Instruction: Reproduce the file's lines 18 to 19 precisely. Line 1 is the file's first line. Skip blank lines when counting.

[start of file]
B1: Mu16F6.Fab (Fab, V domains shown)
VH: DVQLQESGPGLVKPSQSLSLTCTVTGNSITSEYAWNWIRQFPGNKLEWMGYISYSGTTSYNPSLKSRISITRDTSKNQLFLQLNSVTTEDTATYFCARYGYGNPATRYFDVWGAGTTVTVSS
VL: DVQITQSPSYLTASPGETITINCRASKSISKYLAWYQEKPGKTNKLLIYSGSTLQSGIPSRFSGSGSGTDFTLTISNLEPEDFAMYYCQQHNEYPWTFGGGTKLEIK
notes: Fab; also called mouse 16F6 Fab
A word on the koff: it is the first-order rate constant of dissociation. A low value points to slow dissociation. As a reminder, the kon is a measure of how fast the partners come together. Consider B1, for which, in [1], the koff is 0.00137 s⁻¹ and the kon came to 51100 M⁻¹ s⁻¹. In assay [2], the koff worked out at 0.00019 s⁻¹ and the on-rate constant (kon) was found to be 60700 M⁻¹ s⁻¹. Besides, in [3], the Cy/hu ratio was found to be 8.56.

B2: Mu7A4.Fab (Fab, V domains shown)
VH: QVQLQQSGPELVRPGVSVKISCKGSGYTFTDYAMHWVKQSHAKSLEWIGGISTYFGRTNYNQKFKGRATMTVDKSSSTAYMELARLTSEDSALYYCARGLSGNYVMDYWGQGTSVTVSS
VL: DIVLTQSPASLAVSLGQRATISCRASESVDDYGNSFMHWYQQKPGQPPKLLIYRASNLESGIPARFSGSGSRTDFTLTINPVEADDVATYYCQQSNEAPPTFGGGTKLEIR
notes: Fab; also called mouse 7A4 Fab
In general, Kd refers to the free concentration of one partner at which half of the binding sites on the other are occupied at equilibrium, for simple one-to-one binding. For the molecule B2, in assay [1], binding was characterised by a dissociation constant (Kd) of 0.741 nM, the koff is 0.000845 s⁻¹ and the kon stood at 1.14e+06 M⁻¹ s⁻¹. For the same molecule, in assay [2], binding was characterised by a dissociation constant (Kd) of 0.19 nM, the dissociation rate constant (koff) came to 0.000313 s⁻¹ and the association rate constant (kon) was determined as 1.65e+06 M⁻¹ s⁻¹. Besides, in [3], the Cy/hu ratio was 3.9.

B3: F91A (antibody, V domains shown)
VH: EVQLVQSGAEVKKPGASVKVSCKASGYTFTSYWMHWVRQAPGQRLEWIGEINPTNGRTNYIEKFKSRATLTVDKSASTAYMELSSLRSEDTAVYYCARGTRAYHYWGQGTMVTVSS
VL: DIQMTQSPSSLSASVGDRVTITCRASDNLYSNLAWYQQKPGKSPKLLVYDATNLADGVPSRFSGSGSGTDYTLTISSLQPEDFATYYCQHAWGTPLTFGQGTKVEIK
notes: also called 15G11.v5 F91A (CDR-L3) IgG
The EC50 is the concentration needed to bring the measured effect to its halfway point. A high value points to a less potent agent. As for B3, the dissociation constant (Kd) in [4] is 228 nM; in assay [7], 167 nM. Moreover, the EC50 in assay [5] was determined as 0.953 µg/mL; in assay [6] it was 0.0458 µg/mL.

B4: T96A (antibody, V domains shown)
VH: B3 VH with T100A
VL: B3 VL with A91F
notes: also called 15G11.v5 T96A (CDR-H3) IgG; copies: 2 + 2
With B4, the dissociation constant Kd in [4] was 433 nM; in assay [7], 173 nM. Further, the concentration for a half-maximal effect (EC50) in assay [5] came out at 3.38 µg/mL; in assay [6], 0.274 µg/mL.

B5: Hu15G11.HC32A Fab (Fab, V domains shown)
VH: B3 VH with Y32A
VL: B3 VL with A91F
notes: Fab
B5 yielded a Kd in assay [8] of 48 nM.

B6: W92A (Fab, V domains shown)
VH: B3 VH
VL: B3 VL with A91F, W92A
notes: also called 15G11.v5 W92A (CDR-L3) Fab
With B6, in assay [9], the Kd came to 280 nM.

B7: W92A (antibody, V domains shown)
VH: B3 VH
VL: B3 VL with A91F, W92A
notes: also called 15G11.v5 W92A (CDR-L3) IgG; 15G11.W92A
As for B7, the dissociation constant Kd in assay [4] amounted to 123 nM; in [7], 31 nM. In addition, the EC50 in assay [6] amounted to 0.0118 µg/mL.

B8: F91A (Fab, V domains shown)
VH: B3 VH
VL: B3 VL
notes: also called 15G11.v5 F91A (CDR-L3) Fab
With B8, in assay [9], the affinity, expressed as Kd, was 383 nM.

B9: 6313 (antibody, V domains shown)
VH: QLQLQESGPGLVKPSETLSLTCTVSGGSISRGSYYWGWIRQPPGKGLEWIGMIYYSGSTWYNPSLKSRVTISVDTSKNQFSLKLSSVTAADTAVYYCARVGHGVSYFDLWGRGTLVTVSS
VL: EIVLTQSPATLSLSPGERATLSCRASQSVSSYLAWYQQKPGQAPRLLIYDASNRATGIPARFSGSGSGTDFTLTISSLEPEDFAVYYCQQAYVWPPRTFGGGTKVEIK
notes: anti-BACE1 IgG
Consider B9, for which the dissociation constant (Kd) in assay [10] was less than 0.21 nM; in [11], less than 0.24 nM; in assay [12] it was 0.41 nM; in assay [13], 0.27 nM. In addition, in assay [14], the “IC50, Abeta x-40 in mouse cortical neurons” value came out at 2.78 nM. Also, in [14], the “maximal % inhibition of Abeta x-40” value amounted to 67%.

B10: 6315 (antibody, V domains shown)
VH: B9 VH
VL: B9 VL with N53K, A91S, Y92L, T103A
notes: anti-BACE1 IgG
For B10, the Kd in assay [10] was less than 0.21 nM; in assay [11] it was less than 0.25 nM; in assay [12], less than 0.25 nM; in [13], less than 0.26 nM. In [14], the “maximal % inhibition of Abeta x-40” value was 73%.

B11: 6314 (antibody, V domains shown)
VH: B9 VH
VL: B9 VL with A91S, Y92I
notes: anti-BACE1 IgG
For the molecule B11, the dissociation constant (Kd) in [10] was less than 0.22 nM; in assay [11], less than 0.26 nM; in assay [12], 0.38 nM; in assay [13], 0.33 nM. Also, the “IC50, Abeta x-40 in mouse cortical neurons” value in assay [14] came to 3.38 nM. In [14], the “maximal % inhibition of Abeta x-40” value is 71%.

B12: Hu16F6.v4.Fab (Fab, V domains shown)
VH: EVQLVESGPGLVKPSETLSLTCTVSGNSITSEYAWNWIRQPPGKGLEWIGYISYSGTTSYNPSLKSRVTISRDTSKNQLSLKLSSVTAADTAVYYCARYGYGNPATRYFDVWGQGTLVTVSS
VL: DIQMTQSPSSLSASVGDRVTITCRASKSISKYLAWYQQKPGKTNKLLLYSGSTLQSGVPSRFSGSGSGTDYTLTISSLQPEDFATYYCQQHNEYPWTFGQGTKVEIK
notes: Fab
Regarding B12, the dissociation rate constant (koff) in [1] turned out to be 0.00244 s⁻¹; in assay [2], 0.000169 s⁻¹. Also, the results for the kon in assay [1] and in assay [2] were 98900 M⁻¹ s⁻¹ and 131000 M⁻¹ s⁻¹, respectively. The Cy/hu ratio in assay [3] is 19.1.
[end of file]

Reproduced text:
VL: B3 VL with A91F
notes: also called 15G11.v5 T96A (CDR-H3) IgG; copies: 2 + 2